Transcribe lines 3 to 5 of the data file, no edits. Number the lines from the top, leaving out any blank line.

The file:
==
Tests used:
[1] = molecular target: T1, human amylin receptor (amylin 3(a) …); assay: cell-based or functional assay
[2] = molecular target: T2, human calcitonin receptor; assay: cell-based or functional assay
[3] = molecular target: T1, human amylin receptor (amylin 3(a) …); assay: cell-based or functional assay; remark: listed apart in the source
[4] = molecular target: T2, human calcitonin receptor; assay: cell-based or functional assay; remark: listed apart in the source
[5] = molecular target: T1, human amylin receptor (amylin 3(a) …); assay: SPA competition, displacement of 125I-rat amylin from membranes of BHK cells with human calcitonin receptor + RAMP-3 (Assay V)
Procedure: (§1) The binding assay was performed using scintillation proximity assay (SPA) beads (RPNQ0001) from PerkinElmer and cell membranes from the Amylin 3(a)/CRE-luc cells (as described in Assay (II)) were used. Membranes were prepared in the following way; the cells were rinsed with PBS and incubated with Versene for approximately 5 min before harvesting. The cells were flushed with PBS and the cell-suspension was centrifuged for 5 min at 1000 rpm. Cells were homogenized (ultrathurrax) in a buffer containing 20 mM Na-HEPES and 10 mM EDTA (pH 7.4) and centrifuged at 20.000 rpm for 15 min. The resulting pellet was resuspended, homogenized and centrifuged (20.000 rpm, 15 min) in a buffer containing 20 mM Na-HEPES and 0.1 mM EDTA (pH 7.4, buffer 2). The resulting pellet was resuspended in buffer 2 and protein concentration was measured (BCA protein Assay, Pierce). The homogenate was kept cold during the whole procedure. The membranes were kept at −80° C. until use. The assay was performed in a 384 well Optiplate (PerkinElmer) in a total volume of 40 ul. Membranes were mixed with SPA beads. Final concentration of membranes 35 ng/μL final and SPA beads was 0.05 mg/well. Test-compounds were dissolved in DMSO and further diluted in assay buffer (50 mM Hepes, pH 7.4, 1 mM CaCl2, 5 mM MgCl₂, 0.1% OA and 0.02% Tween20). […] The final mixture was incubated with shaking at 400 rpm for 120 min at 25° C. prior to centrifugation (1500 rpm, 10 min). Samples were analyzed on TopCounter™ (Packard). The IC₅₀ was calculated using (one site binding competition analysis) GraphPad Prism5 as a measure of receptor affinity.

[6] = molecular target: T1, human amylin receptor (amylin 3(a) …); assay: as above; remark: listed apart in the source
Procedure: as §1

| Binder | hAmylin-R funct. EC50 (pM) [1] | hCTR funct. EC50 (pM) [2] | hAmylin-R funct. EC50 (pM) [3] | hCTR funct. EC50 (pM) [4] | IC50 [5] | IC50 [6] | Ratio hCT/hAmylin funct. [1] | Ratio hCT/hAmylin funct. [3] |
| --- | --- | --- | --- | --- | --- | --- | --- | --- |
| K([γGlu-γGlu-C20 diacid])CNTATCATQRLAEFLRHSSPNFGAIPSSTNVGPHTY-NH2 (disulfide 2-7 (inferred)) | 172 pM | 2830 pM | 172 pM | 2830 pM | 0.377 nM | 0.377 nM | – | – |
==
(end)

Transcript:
[2] = molecular target: T2, human calcitonin receptor; assay: cell-based or functional assay
[3] = molecular target: T1, human amylin receptor (amylin 3(a) …); assay: cell-based or functional assay; remark: listed apart in the source
[4] = molecular target: T2, human calcitonin receptor; assay: cell-based or functional assay; remark: listed apart in the source